How to Change an Employment Contract
Employment contracts outline the employment conditions, rights, responsibilities and duties for both employer and employee.
The process for an employer making changes to one or more employment contracts is different from an employee requesting changes to their contract. An employee is entitled to insist on certain changes if those changes are a statutory right. For example, employee’s in certain types of work are entitled not to work on a Sunday.
The terms of a contract
The rights and obligations or ‘terms’ covered in a contract can fall into 3 categories: express terms, implied terms and statutory terms.
Express terms – These can be established by referring to sources like collective agreements, written statements or company handbooks.
Employers may have included a flexibility clause as an express term in an employee’s contract, enabling them to change either a general or specific part of the contract. However, tribunals and courts often have a narrow interpretation of flexibility clauses so it is wise for employers to consult a legal professional if they are relying on a flexibility clause to change a contract.
Implied terms – These are considered too obvious to be included in the express terms of the contract e.g. an employee who is employed to drive must have a valid drivers’ license. These terms are considered so obvious that they are often not in writing.
Statutory terms – These are terms that are either implied or imposed by an Act of Parliament or Statutory Instrument. Any terms or changes in terms in a contract which conflict with statutory terms are likely to be void under the law.
Why change an Employment Contract?
Working relationships can change for a multitude of reasons. Employers will usually wish to change the terms of contracts with employees based on economic circumstances or a reorganisation of the business. The most commonly changed areas of a contract include:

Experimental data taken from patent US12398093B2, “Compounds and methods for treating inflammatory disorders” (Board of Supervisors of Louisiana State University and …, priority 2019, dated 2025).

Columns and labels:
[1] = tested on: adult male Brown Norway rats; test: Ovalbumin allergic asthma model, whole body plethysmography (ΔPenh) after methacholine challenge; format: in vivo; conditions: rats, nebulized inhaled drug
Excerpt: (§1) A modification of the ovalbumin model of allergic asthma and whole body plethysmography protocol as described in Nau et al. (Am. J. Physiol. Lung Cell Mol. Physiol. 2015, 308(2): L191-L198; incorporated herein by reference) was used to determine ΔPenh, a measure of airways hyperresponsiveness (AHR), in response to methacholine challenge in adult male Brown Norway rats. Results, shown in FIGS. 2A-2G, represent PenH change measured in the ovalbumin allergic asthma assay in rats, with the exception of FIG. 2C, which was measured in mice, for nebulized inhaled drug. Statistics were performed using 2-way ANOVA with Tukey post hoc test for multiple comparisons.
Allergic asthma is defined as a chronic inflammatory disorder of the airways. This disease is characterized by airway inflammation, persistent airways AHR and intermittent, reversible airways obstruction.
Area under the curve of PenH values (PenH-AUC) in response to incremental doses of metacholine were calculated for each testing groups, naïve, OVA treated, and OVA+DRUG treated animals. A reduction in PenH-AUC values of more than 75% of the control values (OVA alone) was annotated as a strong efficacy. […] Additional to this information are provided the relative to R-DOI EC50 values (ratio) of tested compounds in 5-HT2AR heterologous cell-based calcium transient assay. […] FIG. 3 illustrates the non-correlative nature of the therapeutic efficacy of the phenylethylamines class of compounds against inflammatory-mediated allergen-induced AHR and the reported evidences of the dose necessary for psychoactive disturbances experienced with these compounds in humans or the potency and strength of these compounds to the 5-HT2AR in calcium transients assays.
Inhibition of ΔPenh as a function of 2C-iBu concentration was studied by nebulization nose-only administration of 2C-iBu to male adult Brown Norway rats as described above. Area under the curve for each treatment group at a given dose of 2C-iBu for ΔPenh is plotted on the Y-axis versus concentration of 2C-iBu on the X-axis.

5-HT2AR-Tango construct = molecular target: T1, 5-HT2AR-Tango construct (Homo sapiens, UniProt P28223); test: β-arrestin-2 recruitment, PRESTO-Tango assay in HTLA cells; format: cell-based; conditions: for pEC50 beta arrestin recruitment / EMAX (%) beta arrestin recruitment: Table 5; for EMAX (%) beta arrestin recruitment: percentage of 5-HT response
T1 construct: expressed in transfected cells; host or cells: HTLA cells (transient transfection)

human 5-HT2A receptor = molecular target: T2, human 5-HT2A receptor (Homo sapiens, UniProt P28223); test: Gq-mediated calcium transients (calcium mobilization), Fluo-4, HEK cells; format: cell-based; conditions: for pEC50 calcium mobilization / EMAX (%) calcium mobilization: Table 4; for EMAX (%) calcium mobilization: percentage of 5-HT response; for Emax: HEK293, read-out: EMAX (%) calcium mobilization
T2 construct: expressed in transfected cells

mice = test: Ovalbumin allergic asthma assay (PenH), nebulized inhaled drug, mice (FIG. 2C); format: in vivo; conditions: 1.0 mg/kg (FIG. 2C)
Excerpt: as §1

- Pay rates
- Hours or days of work
- Duties of work
- Place of work
- Supervisory relationships
Consult with your employees and representatives
You need to consult with every employee whose contract you wish to change as well as with their representatives. Representatives would usually be from a trade union or staff association.
The aim of the consultation is for you to reach an agreement with the employee in question. To do this the employer will need to explain the reasons for wanting to change the contracts and listen to alternatives. This process of consultation may well include some negotiation and it is sometimes wise for you to offer incentives for the employee to agree to these changes.
After an agreement is reached
Once a compromise has been reached you need to get written consent to the changes from the employee. This would usually either be a letter or an email response.
You also need to provide a written statement including the changes to their written statement of terms and conditions within one month of the change coming into effect.
If you cannot reach an agreement
If you do not reach an agreement with your employee it is wise not to impose the changes unilaterally on the employee as this may be a breach of contract and result in:
- Your employees making a legal claim against your company for constructive dismissal (especially if the changes made are significant)
- Your employees claiming damages for breaches of contract at a civil court
- Your employees bringing a case against you at an employment tribunal
- Negatively impacting employees moral and performance
If you have had extensive consultation with the employee and their representatives and still cannot come to an agreement then the right course of action would be to serve the employee notice to terminate the existing contract and offer to re-engage them on new terms. It is important to note that this is considered a last resort and by doing this you are dismissing the employee and therefore must follow a fair dismissal process.
Deal with contract changes delicately
The consequences of changing a contract without an employees’ consent or under a flexibility clause can be serious and far reaching. For this reason it is always advised that you consult a legal professional before taking action and dealing with a contractual situation. For free and impartial legal advice contact us now on 0161 115 6164.